Earlier this month, I was in Malawi as part of a delegation of health and education partners who are dedicated to supporting the country’s development efforts.
The group included the heads of GAVI, Girls Not Brides, the Global Fund to Fight AIDS, Tuberculosis and Malaria, the U.S. State Department’s President’s Emergency Plan for AIDS Relief (PEPFAR) and the Office of Global Women’s Issues.
The visit was an opportunity to continue the dialogue on strengthening cross-sector coordination and explore collaborative efforts to address the needs of adolescent girls.
We are motivated by our common commitment to the 2030 Sustainable Development Agenda and recognition of the important intersection between the Global Goals, especially in health and education.
A commitment to support Malawi’s development
I first visited Malawi three months ago in September, when President Mutharika and I jointly announced a new GPE grant totaling US$44.9 million. The new GPE grant brought GPE’s total investment to Malawi’s education sector to US$134.9 million since 2010 when Malawi joined GPE.
The new grant focuses on the quality of early education and ensuring girls do not drop out of school, recognizing that keeping girls in school is key to achieving their full potential.
During that visit, President Mutharika and I began a dialogue on the importance of cross-sector coordination in health and education to address the barriers that adolescent girls face.
Adolescence is a pivotal time for girls everywhere, and even more so in a country like Malawi. While adolescence is a time of great vulnerability for girls, it is also an ideal point to accelerate the impact of development efforts.
It is with this in mind and my commitment to the president to find ways that we could provide more coordinated support for adolescent girls, which resulted in this second visit.
HIV prevalence is too high for girls in Malawi
Two weeks ago, I had the opportunity to meet young female sex workers, many of whom were HIV positive, health workers, mothers’ groups, teachers and school and community leaders to hear about the multiple barriers that adolescent girls and young women face.
Many girls are forced to drop out of primary school due to changes in their life circumstances, such as loss of a parent, that leave them with no means of survival or to support other family members.
In fact, in Malawi only 29% of girls who start primary school ever finish. For those girls who are able to continue primary school, the vast majority drop out between grades 6 and 8.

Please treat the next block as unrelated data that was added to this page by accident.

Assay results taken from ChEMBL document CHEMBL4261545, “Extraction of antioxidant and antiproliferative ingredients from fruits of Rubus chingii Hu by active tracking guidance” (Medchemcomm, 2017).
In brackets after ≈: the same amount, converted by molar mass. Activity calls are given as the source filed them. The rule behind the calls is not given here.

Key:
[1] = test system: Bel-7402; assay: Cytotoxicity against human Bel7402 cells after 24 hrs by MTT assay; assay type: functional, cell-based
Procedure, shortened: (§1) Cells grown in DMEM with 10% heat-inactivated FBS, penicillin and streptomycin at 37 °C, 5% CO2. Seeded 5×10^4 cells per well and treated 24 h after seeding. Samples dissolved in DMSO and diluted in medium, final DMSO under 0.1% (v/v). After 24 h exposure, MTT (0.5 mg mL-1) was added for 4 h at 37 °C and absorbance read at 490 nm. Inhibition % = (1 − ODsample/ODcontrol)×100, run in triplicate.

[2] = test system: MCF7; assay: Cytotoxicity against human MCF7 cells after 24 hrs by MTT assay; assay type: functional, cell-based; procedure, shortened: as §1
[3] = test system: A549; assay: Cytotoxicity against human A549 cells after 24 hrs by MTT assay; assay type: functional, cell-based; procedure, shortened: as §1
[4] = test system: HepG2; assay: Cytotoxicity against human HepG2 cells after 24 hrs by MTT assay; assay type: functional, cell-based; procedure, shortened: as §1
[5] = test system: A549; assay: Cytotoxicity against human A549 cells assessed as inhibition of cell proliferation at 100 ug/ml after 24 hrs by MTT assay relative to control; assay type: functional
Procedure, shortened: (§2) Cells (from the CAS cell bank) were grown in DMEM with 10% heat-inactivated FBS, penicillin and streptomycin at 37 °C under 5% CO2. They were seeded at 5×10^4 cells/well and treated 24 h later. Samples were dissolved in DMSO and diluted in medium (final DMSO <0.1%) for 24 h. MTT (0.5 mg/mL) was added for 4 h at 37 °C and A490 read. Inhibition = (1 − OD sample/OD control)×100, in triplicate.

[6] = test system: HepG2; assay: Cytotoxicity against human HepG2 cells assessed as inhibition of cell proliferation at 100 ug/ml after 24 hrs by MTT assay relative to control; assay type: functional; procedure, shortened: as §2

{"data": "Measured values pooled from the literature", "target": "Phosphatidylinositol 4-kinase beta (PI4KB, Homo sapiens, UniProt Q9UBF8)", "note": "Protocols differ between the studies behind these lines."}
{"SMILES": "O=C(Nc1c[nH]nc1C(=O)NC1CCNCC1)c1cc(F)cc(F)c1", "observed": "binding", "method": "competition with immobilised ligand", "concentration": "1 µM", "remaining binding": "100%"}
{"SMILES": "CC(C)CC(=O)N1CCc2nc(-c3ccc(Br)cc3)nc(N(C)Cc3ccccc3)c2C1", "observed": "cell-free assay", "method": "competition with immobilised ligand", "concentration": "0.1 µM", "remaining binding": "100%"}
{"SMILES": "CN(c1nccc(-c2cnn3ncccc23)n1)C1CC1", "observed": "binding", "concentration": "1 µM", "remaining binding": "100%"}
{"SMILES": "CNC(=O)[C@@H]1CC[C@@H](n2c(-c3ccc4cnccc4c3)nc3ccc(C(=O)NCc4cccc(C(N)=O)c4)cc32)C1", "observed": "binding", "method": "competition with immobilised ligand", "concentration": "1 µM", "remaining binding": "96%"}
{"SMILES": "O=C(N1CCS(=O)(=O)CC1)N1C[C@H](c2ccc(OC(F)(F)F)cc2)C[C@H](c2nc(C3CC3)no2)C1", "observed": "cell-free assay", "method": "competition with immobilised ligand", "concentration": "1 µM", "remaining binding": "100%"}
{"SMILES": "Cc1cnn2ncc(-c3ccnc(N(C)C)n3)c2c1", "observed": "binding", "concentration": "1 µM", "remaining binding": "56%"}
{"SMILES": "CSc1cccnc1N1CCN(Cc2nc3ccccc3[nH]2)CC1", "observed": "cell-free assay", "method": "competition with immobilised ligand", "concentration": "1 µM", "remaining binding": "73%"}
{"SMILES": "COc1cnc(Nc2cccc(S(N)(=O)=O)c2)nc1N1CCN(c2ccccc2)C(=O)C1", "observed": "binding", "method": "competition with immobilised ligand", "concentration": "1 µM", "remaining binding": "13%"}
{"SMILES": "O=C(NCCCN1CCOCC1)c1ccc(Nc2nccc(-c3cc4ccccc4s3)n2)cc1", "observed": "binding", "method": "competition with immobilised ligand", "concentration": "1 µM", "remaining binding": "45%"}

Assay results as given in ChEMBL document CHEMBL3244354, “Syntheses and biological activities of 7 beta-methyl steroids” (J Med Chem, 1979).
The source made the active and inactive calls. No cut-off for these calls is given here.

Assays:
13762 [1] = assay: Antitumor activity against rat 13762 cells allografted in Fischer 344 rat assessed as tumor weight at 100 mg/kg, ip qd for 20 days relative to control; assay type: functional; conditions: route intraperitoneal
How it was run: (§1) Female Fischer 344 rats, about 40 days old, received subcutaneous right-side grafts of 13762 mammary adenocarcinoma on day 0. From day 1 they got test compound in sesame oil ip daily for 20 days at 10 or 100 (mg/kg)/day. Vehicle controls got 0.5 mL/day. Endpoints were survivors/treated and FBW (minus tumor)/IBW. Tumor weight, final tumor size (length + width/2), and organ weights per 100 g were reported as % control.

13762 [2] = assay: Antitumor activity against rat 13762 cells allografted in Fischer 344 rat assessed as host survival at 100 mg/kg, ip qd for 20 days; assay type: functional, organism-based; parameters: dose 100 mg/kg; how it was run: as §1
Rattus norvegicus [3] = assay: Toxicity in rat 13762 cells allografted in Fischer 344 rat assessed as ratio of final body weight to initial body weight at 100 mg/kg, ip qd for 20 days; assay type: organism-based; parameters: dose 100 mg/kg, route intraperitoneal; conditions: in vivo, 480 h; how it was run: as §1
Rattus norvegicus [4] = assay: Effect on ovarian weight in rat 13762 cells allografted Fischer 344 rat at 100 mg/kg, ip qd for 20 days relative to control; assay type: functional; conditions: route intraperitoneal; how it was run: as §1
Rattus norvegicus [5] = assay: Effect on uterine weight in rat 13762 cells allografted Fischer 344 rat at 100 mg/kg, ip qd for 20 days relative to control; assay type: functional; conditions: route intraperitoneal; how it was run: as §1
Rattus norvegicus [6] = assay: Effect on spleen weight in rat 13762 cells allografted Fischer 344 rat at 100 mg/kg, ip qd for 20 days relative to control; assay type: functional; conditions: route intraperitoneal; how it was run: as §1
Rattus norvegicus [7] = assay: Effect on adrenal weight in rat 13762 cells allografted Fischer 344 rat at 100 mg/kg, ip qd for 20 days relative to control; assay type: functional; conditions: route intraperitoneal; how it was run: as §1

National data reports higher rates of drop out for girls beginning in adolescence due to early marriage, pregnancy, school costs, lack of sanitary facilities, long distance to school and family responsibilities.
In the districts we visited, the HIV positive rates among some target groups is as high as 75% and adolescent girls and young women are increasingly susceptible to vaccine preventable cervical cancer (PEPFAR, 2016). According to government statistics, half of the girls in Malawi will be married by their 18th birthday, with some as young as 9 or 10 being forced to marry.
Integrated approaches can address the multiple barriers that adolescent girls face
These issues are interrelated, and often compound one another. For example, girls who are married early are more likely to drop out of school and are at greater risk of HIV infection.
But school is also a preventive factor: girls who stay in school are less likely to contract HIV and marry young. Also, girls who experience sexual violence are more likely out of school, which makes them more vulnerable to HIV infection and early marriage.
Holistic and integrated approaches are needed to address the interrelated issues facing adolescent girls and young women.
Success in providing the tools and services that girls need requires action that spans government ministries and multiple sectors, and political leadership at all levels to break down the existing silos.
President Mutharika has made the bold decision to set up an inter-ministerial task force to promote links between health and education and strengthen coordination and collaboration to empower adolescent girls and young women.
This is an important first step and I applaud the president for his leadership on this issue and commitment to empowering girls to achieve their full potential.
In turn, partners have agreed to support an integrated focus on adolescent girls and young women in sector planning processes and to identify common indicators to measure impact in this priority area.
Keeping girls in school and healthy is an investment in Malawi’s development
The report of the International Commission on Financing Global Education Opportunity highlights that education, especially for girls, is the ‘vaccine’ for healthier populations. The report notes that keeping girls in school is one of the most effective interventions to reduce contraction of HIV.
One of the Commission’s key recommendations is greater investment in joint planning, investment and implementation across sectors to tackle the multiple barriers keeping children out of school and inhibiting their learning, including HIV/AIDS and child marriage.
As a Commissioner and education champion, the president’s commitment to coordinated action will help to shine a light on what it takes to address the complex and multiple barriers that adolescent girls face and will hopefully encourage others.
Ensuring that adolescent girls are educated, healthy, economically and socially empowered is critical to breaking the cycles of poverty between generations and for Malawi’s prosperity.